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Suppose $\psi: X\rightarrow \mathbb{A}_{\mathbb{C}}^1$ is a flat morphism, where $X\subseteq \mathbb{A}_{\mathbb{C}}^n$ with $X$ not needing to be smooth, with $\psi^{-1}(0)$ being a complete intersection.

Question 1: Wouldn't that imply that $\psi^{-1}(c)$ is also a complete intersection for any $c\not=0$?

Now consider a subscheme $Y\subseteq \mathbb{A}_{\mathbb{C}}^n$, where $Y$ is a complete intersection.

Question 2: If $Y\cap \psi^{-1}(0)$ is a complete intersection, then does that imply $Y\cap\psi^{-1}(c)$ is also a complete intersection, where $c\not=0$?

$$ $$ Here is the reason why I am thinking along the above lines. Consider $$ \psi: X = \operatorname{Spec}\left( \dfrac{\mathbb{C}[x,y,z,w,a,b,c,d][t]}{ \left<ab+cw+(1-t)d^2 \right> } \right) \longrightarrow \operatorname{Spec}\mathbb{C}[t]. $$ Then not only is $\psi^{-1}(0)$ a complete intersection, $\psi^{-1}(1)$ is also a complete intersection.

Now take $$ Y= \operatorname{Spec}\left( \dfrac{\mathbb{C}[x,y,z,w,a,b,c,d][t]}{ \left< xy+zw, x+a+c \right> } \right). $$ Then isn't it true that $$ Y\cap\psi^{-1}(0) = \operatorname{Spec} \left( \dfrac{\mathbb{C}[x,y,z,w,a,b,c,d][t]}{ \left< xy+zw, x+a+c, ab+cw+d^2 \right> } \right) $$ while $$ Y\cap\psi^{-1}(1) = \operatorname{Spec} \left( \dfrac{\mathbb{C}[x,y,z,w,a,b,c,d][t]}{ \left< xy+zw, x+a+c, ab+cw \right> } \right)? $$ Please correct me if there is a typo anywhere in the example, or if some thought process isn't entirely correct.

$$ $$

Any thoughts, counter-examples, or references would be great since I have limited deformation theory notes on hand.

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Please define "complete intersection". – user18119 Jul 4 '12 at 20:58
What I mean by complete intersection is that if the fiber has dimension $r$, then the ideal defining the fiber can be generated by the the dimension of the ambient space (which is the dimension of $X$) minus $r$ minus the dimension of the base base (which is $1$). I will re-read what I wrote to make sure it is clear. – math-visitor Jul 4 '12 at 21:26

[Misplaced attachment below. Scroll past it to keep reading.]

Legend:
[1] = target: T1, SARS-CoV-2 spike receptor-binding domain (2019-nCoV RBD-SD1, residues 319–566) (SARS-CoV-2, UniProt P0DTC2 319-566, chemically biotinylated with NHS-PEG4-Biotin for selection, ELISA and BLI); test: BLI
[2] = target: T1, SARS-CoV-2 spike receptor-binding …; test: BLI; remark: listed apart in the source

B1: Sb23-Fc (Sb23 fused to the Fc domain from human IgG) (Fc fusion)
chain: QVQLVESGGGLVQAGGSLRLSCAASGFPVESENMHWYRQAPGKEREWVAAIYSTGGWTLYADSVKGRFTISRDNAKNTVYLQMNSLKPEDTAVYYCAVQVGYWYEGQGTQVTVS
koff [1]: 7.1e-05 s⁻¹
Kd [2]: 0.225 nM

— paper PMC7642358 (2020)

You should say complete intersection in which space. – user18119 Jul 4 '12 at 21:36
I don't think the definition I gave is correct. Here's a simple example to explain what I mean in the above construction: consider $\mathbb{1}:\mathbb{A}_{\mathbb{C}}^1\rightarrow \mathbb{A}_{\mathbb{C}}^1$ where $\mathbb{1}$ is the identity map. Then the fiber over $\mathbb{1}^{-1}(0)$ is a complete intersection of dimension $0$. In fact, over any other point in the base space, it is still a complete intersection. – math-visitor Jul 4 '12 at 21:37
I will repost my notion of complete intersection and in which space soon. What I wanted to do in this problem is come up with a flat map for this question… using a slightly different strategy so that we obtain $\phi^{-1}((0,0,0))$ and $\phi^{-1}(t_1, t_2, t_3)$ (for some fixed $(t_1, t_2, t_3)$) as in that problem. – math-visitor Jul 4 '12 at 21:43

You should make assumptions about the relative dimension of the new intersection over the target.

Anyway, you should also remember the following. (See Hartshorne, Algebraic Geometry) Whenever we have a morphism of schemes, say, of finite type over a field

$$f:X\to C$$ with $C$ a smooth curve and $X$ equidimensional, the morphism is flat if and only if no irreducible component of $X$ is contained within a fibre.

Milne, Etale Cohomology, in Chapter I, has a section on flat morphisms where this result is stated and, if I'm not mistaken, proven (or a reference is given). Another beautiful reference is Mumford's The Red Book of Varieties and Schemes.

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